I arrived here on the Saturday after you left. Was sorry I did not see you & Lem before you started. I recd your last letter on the night before I left Tah-le-quah. You said in your letter Lem & you would start for Phelps about the fifteenth of this month and go down to Henry’s. I had intended to have got home in time to have gone with you to Ashfield. But you was a little too soon for me.
I wish you to ask Henry if I could dispose of any Oil Peppermint and how much and at what price, for if I could sell two, three, or four hundred pounds of oil down there somewhere I would go down sometime this fall. Oil is worth about three dollars per lb in Florence this fall. Could I get four in Ashfield of Boston? I am expecting a letter from Louisville telling me how much oil I can sell there and at what price. I may perhaps do something in that business this fall if all things are favorable.
You & Lem I hope will be making yourselves back this way ere long. John’s folks have just recd a letter you wrote them the day after you got to Frank’s. My kind regards to all friends. Write soon after you get this. Why cannot Henry come out here this fall?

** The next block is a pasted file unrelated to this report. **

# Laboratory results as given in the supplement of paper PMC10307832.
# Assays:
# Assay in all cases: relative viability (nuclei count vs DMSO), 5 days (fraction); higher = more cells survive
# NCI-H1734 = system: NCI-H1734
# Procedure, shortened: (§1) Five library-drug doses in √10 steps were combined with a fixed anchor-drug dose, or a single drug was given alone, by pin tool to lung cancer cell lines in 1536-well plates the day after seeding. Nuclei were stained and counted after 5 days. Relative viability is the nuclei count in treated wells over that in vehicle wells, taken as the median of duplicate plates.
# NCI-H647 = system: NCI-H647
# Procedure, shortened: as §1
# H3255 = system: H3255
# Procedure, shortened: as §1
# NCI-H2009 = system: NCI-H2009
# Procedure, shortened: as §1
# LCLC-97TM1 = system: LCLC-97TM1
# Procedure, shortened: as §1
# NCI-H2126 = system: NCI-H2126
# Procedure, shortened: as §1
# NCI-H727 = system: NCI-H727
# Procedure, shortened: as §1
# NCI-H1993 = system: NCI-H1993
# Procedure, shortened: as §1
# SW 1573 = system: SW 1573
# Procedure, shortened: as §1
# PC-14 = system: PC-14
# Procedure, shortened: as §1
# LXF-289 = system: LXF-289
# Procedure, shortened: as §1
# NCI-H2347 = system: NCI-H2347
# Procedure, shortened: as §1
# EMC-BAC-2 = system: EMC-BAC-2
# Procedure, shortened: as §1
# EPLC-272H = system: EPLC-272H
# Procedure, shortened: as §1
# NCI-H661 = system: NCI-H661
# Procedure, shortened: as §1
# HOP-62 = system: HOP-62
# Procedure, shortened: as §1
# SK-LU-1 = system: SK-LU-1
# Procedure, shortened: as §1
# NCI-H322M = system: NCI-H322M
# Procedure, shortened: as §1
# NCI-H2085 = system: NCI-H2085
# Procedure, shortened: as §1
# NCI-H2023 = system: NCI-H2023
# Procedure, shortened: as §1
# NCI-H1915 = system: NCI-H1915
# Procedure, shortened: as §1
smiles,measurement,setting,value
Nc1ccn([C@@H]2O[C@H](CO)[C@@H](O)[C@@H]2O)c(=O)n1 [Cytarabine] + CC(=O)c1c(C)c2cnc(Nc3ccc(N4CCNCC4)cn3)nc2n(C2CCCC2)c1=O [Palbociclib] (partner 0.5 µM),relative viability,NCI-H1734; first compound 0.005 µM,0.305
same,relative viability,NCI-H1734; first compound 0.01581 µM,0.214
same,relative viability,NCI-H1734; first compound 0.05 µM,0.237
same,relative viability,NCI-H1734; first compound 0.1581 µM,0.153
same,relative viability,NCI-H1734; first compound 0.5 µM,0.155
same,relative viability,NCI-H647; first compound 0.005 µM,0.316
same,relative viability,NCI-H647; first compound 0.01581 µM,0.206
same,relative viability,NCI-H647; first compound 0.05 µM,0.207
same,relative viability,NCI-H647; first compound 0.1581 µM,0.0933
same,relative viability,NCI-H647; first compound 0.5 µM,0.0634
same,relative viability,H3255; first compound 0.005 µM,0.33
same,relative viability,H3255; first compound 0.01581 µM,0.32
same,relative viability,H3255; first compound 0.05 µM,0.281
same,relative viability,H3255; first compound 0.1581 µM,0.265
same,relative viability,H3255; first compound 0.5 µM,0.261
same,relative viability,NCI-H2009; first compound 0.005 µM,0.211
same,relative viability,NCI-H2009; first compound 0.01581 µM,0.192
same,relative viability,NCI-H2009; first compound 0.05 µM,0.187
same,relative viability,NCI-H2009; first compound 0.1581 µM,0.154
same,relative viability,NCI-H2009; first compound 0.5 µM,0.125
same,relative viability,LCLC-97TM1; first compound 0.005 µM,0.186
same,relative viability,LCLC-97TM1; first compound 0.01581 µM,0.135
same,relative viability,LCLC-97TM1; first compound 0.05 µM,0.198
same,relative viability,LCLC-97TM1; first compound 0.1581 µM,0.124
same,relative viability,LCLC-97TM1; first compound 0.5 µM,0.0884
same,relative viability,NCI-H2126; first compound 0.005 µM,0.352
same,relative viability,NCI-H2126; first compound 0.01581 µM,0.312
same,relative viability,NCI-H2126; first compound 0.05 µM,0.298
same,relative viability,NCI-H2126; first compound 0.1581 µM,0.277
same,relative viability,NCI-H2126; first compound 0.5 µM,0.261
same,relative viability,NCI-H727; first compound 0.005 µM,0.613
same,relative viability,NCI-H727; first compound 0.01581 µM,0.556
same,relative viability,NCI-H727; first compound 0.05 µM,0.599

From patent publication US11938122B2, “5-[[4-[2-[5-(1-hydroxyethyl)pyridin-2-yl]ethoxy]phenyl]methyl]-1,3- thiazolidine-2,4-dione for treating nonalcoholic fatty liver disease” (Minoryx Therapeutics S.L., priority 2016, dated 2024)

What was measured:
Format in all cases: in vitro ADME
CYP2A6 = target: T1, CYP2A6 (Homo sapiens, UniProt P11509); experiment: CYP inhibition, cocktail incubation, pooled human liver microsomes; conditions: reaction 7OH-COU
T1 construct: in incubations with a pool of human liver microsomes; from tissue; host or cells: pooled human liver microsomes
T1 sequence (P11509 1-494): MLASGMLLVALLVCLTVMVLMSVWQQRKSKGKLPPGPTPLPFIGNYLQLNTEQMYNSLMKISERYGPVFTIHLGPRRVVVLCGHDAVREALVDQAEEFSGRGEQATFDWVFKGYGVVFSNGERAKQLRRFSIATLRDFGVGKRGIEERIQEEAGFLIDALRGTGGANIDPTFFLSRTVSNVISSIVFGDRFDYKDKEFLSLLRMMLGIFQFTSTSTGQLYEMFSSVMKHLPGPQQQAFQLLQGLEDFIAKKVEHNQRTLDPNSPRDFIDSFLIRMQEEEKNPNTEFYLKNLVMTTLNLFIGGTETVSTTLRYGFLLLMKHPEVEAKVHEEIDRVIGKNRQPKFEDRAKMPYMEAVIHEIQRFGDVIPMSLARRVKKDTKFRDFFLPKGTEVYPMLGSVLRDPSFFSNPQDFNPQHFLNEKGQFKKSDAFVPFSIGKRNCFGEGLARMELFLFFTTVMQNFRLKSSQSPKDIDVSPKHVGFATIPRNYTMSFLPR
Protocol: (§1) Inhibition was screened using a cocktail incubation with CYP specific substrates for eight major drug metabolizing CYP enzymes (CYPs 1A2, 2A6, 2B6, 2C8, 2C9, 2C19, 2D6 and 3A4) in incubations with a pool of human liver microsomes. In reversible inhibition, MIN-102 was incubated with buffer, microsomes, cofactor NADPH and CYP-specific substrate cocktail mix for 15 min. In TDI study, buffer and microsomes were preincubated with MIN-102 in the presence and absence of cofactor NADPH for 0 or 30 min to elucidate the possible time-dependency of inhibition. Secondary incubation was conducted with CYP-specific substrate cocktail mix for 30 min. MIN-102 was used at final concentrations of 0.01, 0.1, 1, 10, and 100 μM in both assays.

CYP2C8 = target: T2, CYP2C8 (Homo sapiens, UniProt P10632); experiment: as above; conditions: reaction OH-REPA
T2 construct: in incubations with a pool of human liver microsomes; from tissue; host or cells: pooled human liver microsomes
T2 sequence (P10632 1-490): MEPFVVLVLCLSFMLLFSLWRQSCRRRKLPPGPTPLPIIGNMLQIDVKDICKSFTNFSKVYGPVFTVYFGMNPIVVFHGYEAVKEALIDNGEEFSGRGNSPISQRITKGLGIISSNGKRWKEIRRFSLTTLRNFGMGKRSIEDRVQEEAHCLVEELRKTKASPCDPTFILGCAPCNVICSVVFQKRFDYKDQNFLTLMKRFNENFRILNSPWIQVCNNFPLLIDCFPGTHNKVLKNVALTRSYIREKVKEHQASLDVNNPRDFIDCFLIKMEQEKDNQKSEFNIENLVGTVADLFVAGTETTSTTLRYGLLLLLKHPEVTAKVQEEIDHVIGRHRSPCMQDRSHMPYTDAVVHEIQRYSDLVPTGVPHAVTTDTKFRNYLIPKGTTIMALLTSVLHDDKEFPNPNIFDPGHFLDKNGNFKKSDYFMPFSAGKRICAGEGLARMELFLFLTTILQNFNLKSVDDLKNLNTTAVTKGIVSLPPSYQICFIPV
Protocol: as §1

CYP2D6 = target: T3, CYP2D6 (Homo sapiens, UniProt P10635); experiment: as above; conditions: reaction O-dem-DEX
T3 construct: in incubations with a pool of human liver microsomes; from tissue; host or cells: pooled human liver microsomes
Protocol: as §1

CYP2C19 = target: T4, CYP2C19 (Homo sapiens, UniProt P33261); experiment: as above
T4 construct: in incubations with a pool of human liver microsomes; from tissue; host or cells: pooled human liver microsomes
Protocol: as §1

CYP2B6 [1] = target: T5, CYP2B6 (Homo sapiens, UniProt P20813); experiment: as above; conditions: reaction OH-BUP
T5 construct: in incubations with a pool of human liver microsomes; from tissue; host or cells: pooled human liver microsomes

H. J. Ranney
[On reverse page]
John Baggerly was taken with a kind of fever last night. He is up here today on the bed. Thinks he is going to have the fever & ague. Got the blues some.
Has Callie gone to Ashfield with you? I tell our folks if she don’t go with you that you will not enjoy yourself much.
What do you think of the folks down there? Clarissa said you wanted to see what kind of relatives you had. How is Uncle Jesse?
Lem, take care of Ans & (???) Rather new potatoes to take to market.
Anson, you be certain to find out about the Oil Peppermint. I want to make One Thousand dollars this fall. I may go to St. Louis with one lot of oil. It is worth four dollars there.
The reason I write so much stuff, Lewis & Lucius are talking and I do not care about listening to them.
Come home soon. I want to see Mother & Lem & Callie. Jane was over to JB’s as soon as she found I had got home.